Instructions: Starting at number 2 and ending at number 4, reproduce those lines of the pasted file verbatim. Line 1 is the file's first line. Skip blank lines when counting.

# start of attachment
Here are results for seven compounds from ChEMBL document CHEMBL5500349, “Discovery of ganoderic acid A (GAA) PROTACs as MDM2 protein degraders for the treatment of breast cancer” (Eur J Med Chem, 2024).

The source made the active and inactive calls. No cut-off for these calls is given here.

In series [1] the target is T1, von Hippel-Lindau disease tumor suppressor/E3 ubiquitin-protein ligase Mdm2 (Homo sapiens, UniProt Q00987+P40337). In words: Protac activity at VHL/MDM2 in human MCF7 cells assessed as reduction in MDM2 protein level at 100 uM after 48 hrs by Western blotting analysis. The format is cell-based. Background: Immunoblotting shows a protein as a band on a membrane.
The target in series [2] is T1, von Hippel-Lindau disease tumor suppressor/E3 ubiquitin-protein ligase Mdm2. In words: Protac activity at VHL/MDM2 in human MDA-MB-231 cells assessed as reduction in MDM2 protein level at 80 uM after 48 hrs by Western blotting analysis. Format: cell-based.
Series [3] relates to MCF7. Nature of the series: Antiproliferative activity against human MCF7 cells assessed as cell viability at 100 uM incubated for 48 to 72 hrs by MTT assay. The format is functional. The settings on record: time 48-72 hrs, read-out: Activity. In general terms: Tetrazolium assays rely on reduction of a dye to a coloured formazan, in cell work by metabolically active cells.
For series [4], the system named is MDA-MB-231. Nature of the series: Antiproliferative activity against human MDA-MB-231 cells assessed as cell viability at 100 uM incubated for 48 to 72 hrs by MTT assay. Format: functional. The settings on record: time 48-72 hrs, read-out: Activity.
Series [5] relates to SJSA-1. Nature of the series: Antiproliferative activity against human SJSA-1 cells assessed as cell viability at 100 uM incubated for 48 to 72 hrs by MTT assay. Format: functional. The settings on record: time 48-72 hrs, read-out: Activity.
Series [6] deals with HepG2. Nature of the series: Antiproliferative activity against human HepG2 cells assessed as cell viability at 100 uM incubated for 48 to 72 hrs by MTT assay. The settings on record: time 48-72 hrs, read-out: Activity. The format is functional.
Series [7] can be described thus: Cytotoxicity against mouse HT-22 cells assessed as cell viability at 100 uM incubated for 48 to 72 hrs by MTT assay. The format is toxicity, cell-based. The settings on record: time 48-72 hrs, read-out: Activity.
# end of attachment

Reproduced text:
The source made the active and inactive calls. No cut-off for these calls is given here.

In series [1] the target is T1, von Hippel-Lindau disease tumor suppressor/E3 ubiquitin-protein ligase Mdm2 (Homo sapiens, UniProt Q00987+P40337). In words: Protac activity at VHL/MDM2 in human MCF7 cells assessed as reduction in MDM2 protein level at 100 uM after 48 hrs by Western blotting analysis. The format is cell-based. Background: Immunoblotting shows a protein as a band on a membrane.
The target in series [2] is T1, von Hippel-Lindau disease tumor suppressor/E3 ubiquitin-protein ligase Mdm2. In words: Protac activity at VHL/MDM2 in human MDA-MB-231 cells assessed as reduction in MDM2 protein level at 80 uM after 48 hrs by Western blotting analysis. Format: cell-based.